Summary: Kings of Judah, Pt. 4: "Jehoshaphat"


The week heading into my 45th birthday was a rich and sweet experience, in more ways than one. Four days before my birthday I was invited to an all-you-can-eat seafood and steak dinner. I ate four helpings, five pieces of chocolate for dessert, and a full plate of pineapple. The next day I felt bad and went to the gym early in the morning. At night, I had a birthday dinner with friends. We ordered five dishes and soup for a table of four.

On the eve of my birthday, I had invited three college students for lunch to thank them for leading the VBS that had just concluded a day earlier at church. My wife suggested buffet would be great for hungry young people. That same night a family invited my wife and I for birthday dinner at their home and to meet their son who had just returned from China a day earlier.

On my birthday morning I had to attend a denomination district conference morning till noon, when the organizers announced free lunch at China Buffet for all. Amazing, I had three buffets in four days! On birthday night itself my sister brought Chinese BBQ takeout to my home to celebrate my birthday. I grew older in my age and thicker at the waist that week.

It’s been said, “Compromise is the art of dividing a cake in such a way that everyone believes he has the biggest piece.”

Compromises are a fact of life but make sure you know what things you can give in, who you can give in to, and why you can’t give in thoughtlessly.

Jehoshaphat was a righteous king, not just a good king but an excellent king. He was godly, capable, and determined, one of the best and brightest kings that ever lived. The king was strong in defense early in his reign but he opted for alliance with the wicked king later but sobered up knowing his mistake in the end. He was a naïve person, a man-pleaser and an easy prey that had to be bailed out by God in the end.


17:1 Jehoshaphat his son succeeded him as king and strengthened himself against Israel. 2 He stationed troops in all the fortified cities of Judah and put garrisons in Judah and in the towns of Ephraim that his father Asa had captured. 3 The LORD was with Jehoshaphat because in his early years he walked in the ways his father David had followed. He did not consult the Baals 4 but sought the God of his father and followed his commands rather than the practices of Israel. 5 The LORD established the kingdom under his control; and all Judah brought gifts to Jehoshaphat, so that he had great wealth and honor. 6 His heart was devoted to the ways of the LORD; furthermore, he removed the high places and the Asherah poles from Judah. 7 In the third year of his reign he sent his officials Ben-Hail, Obadiah, Zechariah, Nethanel and Micaiah to teach in the towns of Judah. 8 With them were certain Levites-Shemaiah, Nethaniah, Zebadiah, Asahel, Shemiramoth, Jehonathan, Adonijah, Tobijah and Tob-Adonijah-and the priests Elishama and Jehoram. 9 They taught throughout Judah, taking with them the Book of the Law of the LORD; they went around to all the towns of Judah and taught the people. 10 The fear of the LORD fell on all the kingdoms of the lands surrounding Judah, so that they did not make war with Jehoshaphat. 11 Some Philistines brought Jehoshaphat gifts and silver as tribute, and the Arabs brought him flocks: seven thousand seven hundred rams and seven thousand seven hundred goats. 12 Jehoshaphat became more and more powerful; he built forts and store cities in Judah 13 and had large supplies in the towns of Judah. He also kept experienced fighting men in Jerusalem. (2 Chron. 17:1-13)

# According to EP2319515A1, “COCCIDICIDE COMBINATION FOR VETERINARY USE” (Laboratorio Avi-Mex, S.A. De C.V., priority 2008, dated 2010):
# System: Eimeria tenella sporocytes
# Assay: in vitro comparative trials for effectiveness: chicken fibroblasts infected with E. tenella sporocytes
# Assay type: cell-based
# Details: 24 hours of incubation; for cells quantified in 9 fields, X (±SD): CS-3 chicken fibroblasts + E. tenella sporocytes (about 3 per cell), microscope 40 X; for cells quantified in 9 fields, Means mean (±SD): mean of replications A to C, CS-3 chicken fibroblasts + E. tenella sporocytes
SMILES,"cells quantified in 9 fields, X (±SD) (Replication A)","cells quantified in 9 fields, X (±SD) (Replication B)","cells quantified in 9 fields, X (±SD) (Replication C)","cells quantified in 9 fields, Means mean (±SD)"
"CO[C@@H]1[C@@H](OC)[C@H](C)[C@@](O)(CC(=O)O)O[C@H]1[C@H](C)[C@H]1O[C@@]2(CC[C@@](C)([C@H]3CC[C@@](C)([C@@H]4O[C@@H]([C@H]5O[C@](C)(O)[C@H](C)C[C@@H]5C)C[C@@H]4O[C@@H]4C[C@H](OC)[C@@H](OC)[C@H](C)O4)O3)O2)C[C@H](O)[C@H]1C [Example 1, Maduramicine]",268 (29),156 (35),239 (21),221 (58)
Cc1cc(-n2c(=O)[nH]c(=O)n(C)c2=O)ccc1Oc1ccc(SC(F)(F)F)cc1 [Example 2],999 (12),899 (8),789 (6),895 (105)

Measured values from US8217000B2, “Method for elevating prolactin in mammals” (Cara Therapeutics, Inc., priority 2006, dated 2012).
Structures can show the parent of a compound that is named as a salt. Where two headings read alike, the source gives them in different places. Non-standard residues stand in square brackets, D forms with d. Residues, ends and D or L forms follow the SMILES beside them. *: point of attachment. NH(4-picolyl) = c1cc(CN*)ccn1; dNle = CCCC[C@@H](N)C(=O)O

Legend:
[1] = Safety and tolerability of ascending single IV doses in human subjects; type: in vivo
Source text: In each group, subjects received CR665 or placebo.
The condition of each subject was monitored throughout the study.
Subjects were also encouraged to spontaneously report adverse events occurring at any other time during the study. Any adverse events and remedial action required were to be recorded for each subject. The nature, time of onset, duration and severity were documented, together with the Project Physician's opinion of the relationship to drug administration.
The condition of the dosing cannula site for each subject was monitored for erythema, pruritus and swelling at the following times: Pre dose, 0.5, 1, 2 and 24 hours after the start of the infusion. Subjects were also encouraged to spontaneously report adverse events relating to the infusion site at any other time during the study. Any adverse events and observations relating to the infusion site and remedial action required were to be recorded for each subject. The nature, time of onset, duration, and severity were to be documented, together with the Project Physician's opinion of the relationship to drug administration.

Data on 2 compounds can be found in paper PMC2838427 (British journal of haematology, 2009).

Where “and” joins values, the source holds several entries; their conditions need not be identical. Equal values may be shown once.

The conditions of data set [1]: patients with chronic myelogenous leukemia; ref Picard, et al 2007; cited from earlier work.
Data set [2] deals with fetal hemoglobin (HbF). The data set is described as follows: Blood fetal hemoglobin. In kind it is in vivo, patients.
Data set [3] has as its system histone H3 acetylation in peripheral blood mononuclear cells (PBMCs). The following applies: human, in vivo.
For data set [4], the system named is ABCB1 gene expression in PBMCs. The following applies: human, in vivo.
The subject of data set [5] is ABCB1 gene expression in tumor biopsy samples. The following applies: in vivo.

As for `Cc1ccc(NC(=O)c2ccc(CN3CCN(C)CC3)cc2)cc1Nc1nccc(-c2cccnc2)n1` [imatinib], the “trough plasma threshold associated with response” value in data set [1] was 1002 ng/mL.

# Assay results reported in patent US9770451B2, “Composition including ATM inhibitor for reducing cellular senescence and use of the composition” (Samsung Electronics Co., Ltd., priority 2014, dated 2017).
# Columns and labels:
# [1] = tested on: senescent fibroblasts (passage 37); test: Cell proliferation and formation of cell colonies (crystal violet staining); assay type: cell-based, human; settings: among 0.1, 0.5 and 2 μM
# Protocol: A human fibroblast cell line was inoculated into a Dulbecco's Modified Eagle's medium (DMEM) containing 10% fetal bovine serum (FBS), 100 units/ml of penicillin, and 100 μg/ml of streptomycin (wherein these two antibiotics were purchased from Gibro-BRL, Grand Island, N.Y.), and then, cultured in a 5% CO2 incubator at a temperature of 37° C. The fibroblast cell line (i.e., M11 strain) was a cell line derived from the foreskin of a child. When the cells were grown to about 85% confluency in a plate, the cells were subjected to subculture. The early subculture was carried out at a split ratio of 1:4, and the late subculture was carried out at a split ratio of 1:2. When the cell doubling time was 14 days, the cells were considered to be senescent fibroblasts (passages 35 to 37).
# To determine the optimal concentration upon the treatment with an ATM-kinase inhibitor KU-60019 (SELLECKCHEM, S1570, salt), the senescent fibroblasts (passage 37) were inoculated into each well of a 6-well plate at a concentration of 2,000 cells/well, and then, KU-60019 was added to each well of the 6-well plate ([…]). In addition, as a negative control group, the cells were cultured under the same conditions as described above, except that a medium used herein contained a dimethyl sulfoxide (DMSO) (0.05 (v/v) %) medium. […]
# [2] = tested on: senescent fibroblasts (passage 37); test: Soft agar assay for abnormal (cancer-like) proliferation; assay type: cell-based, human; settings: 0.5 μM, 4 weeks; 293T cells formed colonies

When the English naturalist Charles Darwin was a boy, he collected beetles. One day he found a rare specimen but he didn’t have a container to hold it, so he held it in his fist. Then he saw a second beetle, picked it up and held it in his other fist. Then to his surprise, he spotted a third rare beetle. (This must be his day, he thought.)

(Running out of hands and options and not wanting to lose any of his prize collection) Quickly, he put (the second) one beetle in his mouth and grabbed the third specimen with his free hand. (But the insect had other ideas.) To defend itself, the beetle in Darwin’s mouth gave him a (nasty) squirt of acid and Darwin went into a fit of coughing. When it was over he had lost all three beetles.

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